Final Fantasy XII and the Future of Educational Role Playing Games

Now that we’ve finished our vacation effort to watch all of LOST seasons 1, 2, and 3, Eva and I are enjoying actually playing Final Fantasy XII [Wikipedia]. I loved LOST (much more than I expected), but it feels good to move on to something interactive.

Meanwhile, I’ve been finally making my way through Salen and Zimmerman’s Rules of Play: Game Design Fundamentals.

We are enjoying the game, but it occurs to me that current role playing games (of the console and computer game variety) have something important backwards. The most interesting parts of the story are predetermined and are communicated through (admittedly beautiful but) non-interactive cut scenes, while the player controls only relatively mundane tasks such as finding items (or locations) or fighting monsters. The player can’t decide what to say or not say to other characters and cannot affect the story in any important way (in general).

I fully realize the pragmatic reasons behind this, but I think what I am after (personally, and as an educator) is a bit more like the tabletop role playing games I played in the past… an experience where the players (and perhaps a gamemaster – or teacher) create the story as they play. Salen and Zimmerman wrote that “in D&D and other tabletop role-playing games, the game is a system for generating narrative play” (p. 406). I’m interested in a video game that facilitates something similar… actually, rather than a game, it would be a game system that players (and gamemasters) could use to create their own stories, not unlike GURPS or RIFTS or any of the dozens of other systems we spun stories with growing up, including several we created.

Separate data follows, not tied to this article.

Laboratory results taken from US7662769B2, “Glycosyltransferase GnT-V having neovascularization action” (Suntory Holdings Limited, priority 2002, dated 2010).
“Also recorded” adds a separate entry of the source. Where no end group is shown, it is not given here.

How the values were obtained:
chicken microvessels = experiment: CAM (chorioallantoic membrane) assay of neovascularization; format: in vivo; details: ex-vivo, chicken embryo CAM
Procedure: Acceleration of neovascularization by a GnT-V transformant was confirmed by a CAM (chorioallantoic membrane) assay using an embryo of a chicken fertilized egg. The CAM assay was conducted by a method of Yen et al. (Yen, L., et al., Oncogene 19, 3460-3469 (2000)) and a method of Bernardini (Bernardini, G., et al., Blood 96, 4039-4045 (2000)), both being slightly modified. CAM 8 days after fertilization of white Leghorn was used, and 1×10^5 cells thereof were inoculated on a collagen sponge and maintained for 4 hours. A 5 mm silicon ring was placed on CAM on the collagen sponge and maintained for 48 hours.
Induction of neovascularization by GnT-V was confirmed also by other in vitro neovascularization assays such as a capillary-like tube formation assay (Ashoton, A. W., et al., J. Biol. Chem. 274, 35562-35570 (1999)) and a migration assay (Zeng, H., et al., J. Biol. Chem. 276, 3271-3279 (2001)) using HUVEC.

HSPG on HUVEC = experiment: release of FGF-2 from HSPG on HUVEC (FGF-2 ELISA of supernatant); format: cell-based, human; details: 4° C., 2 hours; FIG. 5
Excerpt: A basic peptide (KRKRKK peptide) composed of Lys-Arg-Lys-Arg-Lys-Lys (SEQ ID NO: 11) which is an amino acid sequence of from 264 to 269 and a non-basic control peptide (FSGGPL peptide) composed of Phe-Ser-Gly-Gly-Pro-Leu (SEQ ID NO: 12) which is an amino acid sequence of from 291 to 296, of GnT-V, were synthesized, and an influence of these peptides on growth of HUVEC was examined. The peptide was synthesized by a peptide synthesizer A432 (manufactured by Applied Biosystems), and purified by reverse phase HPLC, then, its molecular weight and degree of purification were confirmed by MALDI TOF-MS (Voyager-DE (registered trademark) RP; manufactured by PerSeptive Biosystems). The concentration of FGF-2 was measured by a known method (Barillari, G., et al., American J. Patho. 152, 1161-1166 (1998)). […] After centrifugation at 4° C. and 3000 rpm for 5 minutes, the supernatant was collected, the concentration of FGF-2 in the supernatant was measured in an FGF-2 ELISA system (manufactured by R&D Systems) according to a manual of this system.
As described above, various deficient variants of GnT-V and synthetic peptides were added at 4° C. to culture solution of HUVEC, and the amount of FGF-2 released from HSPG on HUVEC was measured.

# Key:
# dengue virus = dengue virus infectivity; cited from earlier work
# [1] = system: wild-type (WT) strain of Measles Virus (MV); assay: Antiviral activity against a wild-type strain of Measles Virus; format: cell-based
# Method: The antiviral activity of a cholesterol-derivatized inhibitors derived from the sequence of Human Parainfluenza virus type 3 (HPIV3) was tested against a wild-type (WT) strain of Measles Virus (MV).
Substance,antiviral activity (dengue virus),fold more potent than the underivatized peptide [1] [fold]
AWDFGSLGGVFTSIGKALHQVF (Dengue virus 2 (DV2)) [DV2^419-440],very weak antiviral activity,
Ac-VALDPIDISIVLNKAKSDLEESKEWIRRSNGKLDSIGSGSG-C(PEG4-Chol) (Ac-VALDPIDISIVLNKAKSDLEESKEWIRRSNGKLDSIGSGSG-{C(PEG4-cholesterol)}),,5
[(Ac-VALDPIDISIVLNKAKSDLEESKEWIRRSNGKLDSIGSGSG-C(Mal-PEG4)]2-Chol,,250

Why use a computer for this? Because tabletop games also had something backwards… the parts of the game that described the fastest most intense action were the most painfully slow to play – anything that required rolls of the dice to determine results, including combat. (Some systems, such as West End Games’ old Star Wars game streamlined the rules to alleviate this to some degree.)

So how do we marry the swift and interactive storytelling of a human game master and the swift and interactive rule resolution systems of video games? What would this look like? Would it just be a software package to supplement a traditional tabletop game? I hope not. I’d like to think we can somehow make use of the beautiful 3D environments that are possible today. Would it be something like the Dungeon Siege Tool Kit or the Aurora Neverwinter Toolset? These are probably the closest thing I’ve seen to what I am talking about, but they strike me as too technical or time consuming for most storytellers. I feel the same way about Second Life, though that might be another related possibility.

What am I after here? Can anyone else shine any light on this subject?

Anyone working on it?

Incidentally, as I’ve spent the last two weeks reading game design books, and as I’ve gotten excited about the possibility of spending time designing games in the future… I’ve been surprised to discover I already was a game designer years ago… when I created the worlds, characters, stories, and game systems (including a good deal of simulation) for the role-playing sessions I used to lead. I sense some convergence in disparate parts of my life ahead.